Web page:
Snakewood (piratinera guianensis)

Snakewood timber, derived from the piratinera guianensis tree, features a rich reddish-brown colour with dark, intricate streaks resembling a snake’s skin. Its grain is fine and uniform, contributing to its smooth texture and enhancing its visual appeal. In boxmaking, we choose woods for their decorative appeal rather than their strength.


  1. Color/Appearance: Reddish brown colour with striking dark streaks.
  2. Grain/Texture: The grain is fine and uniform, lending a smooth texture to the wood’s surface. Intricate grain patterns add depth and dimension to finished pieces, enhancing their visual appeal.
  3. Odor: Typically has minimal to no odour, allowing its natural beauty to shine without distracting scents. Making it suitable for indoor furniture and decorative items.
  4. Sustainability: Considered a rare and exotic wood due to its slow growth rate and limited availability. Sustainable harvesting practices are essential to ensure its long-term viability as a valuable natural resource.
  5. Common Uses: Finds applications in decorative woodworking projects such as furniture accents, musical instruments, and ornamental crafts. Its unique appearance and durability make it a sought-after material for adding visual interest to various applications.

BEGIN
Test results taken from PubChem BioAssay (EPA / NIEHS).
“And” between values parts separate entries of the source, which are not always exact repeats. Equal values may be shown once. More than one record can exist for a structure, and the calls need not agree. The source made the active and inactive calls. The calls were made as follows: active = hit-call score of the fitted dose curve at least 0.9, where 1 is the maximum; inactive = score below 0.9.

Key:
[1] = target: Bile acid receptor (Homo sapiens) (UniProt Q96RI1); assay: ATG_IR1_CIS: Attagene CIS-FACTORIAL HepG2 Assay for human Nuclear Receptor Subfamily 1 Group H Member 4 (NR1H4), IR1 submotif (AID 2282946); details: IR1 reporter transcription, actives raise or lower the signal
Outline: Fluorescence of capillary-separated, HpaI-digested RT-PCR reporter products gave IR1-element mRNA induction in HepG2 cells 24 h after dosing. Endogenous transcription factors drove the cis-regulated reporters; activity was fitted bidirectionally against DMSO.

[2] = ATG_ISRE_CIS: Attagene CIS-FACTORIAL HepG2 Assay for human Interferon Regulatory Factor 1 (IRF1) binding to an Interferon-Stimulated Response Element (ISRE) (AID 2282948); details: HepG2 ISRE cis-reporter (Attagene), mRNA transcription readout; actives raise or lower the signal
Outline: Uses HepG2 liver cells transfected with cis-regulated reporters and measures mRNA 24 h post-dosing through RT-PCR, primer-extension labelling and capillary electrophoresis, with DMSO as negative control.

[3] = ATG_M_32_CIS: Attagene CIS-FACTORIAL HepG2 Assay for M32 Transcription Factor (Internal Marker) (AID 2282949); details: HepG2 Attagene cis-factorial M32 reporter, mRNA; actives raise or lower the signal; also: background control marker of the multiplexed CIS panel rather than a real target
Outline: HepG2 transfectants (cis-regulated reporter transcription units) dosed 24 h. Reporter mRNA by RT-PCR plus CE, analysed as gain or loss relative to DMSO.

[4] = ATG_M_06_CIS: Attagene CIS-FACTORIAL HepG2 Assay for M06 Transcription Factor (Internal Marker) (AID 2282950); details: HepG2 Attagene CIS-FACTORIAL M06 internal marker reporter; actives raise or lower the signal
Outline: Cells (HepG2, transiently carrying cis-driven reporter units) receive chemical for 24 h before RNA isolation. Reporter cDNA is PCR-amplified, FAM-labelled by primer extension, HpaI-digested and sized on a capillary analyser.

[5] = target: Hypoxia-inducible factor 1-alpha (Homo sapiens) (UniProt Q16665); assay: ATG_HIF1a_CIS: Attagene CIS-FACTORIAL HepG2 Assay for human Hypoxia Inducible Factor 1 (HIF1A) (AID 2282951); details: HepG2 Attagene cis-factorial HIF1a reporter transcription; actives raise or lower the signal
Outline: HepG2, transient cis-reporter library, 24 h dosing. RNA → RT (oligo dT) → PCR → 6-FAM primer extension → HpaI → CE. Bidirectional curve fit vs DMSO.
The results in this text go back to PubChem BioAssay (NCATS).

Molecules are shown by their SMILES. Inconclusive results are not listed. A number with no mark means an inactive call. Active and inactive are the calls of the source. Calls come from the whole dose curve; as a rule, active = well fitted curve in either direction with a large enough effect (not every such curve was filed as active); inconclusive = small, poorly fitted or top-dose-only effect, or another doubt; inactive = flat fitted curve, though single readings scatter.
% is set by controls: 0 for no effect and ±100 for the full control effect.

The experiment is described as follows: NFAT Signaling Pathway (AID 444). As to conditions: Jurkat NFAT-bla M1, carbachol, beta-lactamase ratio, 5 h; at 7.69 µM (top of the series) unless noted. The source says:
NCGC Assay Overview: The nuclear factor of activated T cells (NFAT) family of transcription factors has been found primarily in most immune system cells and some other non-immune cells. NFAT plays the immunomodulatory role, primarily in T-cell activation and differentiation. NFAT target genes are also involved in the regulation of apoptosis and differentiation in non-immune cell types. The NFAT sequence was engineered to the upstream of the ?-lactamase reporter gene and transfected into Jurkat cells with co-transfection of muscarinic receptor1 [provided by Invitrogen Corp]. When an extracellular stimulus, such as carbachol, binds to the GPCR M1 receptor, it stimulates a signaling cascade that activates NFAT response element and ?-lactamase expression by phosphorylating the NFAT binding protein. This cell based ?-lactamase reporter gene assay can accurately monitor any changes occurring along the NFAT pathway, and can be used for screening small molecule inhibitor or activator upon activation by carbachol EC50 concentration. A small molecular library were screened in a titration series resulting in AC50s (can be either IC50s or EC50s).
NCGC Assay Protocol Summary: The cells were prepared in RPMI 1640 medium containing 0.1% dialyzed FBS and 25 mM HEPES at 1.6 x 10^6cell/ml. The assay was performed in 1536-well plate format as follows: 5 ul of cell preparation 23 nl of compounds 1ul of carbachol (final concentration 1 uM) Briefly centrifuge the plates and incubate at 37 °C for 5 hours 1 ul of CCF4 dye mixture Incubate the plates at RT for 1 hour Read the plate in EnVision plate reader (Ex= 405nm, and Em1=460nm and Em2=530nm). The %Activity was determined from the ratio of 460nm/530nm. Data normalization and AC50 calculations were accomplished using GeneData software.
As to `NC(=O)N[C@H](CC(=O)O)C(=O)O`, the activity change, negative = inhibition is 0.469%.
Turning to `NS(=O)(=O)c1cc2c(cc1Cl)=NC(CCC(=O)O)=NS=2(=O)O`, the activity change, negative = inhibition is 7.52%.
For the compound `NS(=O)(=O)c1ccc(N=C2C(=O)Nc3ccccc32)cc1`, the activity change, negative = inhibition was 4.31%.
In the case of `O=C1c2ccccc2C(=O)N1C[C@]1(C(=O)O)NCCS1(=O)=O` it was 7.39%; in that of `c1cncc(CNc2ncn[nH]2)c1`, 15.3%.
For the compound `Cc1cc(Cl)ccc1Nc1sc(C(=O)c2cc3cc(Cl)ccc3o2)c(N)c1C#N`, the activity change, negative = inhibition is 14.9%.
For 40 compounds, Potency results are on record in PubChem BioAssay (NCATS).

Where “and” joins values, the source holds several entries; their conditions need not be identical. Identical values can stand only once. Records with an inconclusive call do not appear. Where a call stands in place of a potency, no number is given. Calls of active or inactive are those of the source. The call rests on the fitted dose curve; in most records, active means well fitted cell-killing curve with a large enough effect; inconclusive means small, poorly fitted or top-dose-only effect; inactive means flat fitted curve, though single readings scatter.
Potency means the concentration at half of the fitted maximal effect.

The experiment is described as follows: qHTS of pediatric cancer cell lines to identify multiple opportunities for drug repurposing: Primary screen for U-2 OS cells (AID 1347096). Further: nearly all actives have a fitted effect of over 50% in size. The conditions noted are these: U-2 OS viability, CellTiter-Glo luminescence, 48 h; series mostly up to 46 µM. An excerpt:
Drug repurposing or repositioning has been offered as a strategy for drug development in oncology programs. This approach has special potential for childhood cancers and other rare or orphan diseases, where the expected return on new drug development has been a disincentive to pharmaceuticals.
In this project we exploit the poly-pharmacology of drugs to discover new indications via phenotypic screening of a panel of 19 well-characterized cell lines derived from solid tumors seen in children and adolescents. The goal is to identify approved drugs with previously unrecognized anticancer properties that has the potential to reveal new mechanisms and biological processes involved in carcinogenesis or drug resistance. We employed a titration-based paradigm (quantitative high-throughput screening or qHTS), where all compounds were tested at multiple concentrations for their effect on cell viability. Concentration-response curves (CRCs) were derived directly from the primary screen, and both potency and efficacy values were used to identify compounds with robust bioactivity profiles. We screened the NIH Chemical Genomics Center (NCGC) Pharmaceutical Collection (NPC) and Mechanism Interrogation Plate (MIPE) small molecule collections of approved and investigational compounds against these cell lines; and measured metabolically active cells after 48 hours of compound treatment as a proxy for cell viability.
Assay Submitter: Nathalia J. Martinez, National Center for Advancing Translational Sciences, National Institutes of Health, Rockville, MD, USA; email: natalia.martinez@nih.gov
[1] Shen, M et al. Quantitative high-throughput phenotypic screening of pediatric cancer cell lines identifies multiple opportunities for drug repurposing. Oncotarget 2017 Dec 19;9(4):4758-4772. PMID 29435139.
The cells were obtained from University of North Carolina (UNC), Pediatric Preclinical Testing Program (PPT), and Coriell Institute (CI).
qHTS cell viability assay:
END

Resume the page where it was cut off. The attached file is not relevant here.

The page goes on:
6. Alternative Names: Known by alternative names such as letterwood or Amourette, reflecting its origins and distinctive characteristics.
  7. Countries of Origin: The trees are native to the dense forests of South America, particularly in regions such as Guyana, Suriname, and Brazil.
  8. Box/Furniture Making: Frequently used in furniture making for its durability and decorative qualities. Its rich color and intricate grain patterns add a touch of elegance to furniture pieces, making them stand out in any setting.

Wood Alternatives Based on Colour

  1. Bloodwood: With its deep, vibrant red hue, bloodwood offers a bold alternative to snakewood, adding warmth and richness to furniture projects.
  2. Bocote: Featuring a blend of dark and light tones, bocote shares similarities with snakewood’s aesthetic appeal, providing depth and visual interest to woodworking creations.
  3. Ziricote: Known for its swirling grain and warm brown hues, ziricote presents a softer alternative to snakewood, imbuing projects with natural beauty and sophistication.


Snakewood timber stands out for its rich colour, fine grain, and durability, making it a preferred choice for furniture projects. Its unique appearance and versatility in decorative applications make snakewood a favourite among woodworking enthusiasts.

More information

Find more information about the tree species piratinera guianensis or more uses of snakewood timber.

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